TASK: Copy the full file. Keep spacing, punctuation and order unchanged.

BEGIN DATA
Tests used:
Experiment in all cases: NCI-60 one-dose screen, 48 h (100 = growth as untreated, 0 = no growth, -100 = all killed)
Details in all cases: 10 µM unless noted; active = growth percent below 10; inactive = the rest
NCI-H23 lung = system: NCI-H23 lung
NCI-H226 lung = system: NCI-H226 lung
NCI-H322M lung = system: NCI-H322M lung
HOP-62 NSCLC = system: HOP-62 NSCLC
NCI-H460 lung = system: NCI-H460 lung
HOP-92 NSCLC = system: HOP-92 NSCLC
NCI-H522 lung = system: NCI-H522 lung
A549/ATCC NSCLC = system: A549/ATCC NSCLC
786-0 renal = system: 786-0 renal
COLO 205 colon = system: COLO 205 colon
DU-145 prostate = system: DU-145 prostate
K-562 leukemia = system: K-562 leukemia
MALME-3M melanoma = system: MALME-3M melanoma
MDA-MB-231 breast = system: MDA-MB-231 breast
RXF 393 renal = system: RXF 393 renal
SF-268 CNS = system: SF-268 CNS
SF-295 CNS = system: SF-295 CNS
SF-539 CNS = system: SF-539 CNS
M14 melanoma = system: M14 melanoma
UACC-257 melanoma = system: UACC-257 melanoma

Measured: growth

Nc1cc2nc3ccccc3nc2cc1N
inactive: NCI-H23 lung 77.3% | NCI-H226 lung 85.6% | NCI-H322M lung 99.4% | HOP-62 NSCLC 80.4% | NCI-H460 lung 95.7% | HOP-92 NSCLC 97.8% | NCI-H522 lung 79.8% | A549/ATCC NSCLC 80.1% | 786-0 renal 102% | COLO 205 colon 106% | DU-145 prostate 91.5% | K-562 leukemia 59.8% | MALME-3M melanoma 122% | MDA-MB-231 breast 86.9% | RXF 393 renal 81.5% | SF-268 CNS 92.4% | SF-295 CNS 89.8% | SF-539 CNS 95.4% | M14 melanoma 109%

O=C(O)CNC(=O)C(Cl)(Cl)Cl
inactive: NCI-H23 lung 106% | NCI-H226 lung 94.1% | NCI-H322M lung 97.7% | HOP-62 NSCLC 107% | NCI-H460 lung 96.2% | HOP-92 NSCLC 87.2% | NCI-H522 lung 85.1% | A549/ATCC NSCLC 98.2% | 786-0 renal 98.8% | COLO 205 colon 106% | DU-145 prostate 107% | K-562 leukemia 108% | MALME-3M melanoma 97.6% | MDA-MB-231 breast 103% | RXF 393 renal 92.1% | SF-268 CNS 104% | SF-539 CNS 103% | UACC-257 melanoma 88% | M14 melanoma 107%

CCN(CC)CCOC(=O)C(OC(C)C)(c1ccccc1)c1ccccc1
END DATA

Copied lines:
Tests used:
Experiment in all cases: NCI-60 one-dose screen, 48 h (100 = growth as untreated, 0 = no growth, -100 = all killed)
Details in all cases: 10 µM unless noted; active = growth percent below 10; inactive = the rest
NCI-H23 lung = system: NCI-H23 lung
NCI-H226 lung = system: NCI-H226 lung
NCI-H322M lung = system: NCI-H322M lung
HOP-62 NSCLC = system: HOP-62 NSCLC
NCI-H460 lung = system: NCI-H460 lung
HOP-92 NSCLC = system: HOP-92 NSCLC
NCI-H522 lung = system: NCI-H522 lung
A549/ATCC NSCLC = system: A549/ATCC NSCLC
786-0 renal = system: 786-0 renal
COLO 205 colon = system: COLO 205 colon
DU-145 prostate = system: DU-145 prostate
K-562 leukemia = system: K-562 leukemia
MALME-3M melanoma = system: MALME-3M melanoma
MDA-MB-231 breast = system: MDA-MB-231 breast
RXF 393 renal = system: RXF 393 renal
SF-268 CNS = system: SF-268 CNS
SF-295 CNS = system: SF-295 CNS
SF-539 CNS = system: SF-539 CNS
M14 melanoma = system: M14 melanoma
UACC-257 melanoma = system: UACC-257 melanoma

Measured: growth

Nc1cc2nc3ccccc3nc2cc1N
inactive: NCI-H23 lung 77.3% | NCI-H226 lung 85.6% | NCI-H322M lung 99.4% | HOP-62 NSCLC 80.4% | NCI-H460 lung 95.7% | HOP-92 NSCLC 97.8% | NCI-H522 lung 79.8% | A549/ATCC NSCLC 80.1% | 786-0 renal 102% | COLO 205 colon 106% | DU-145 prostate 91.5% | K-562 leukemia 59.8% | MALME-3M melanoma 122% | MDA-MB-231 breast 86.9% | RXF 393 renal 81.5% | SF-268 CNS 92.4% | SF-295 CNS 89.8% | SF-539 CNS 95.4% | M14 melanoma 109%

O=C(O)CNC(=O)C(Cl)(Cl)Cl
inactive: NCI-H23 lung 106% | NCI-H226 lung 94.1% | NCI-H322M lung 97.7% | HOP-62 NSCLC 107% | NCI-H460 lung 96.2% | HOP-92 NSCLC 87.2% | NCI-H522 lung 85.1% | A549/ATCC NSCLC 98.2% | 786-0 renal 98.8% | COLO 205 colon 106% | DU-145 prostate 107% | K-562 leukemia 108% | MALME-3M melanoma 97.6% | MDA-MB-231 breast 103% | RXF 393 renal 92.1% | SF-268 CNS 104% | SF-539 CNS 103% | UACC-257 melanoma 88% | M14 melanoma 107%

CCN(CC)CCOC(=O)C(OC(C)C)(c1ccccc1)c1ccccc1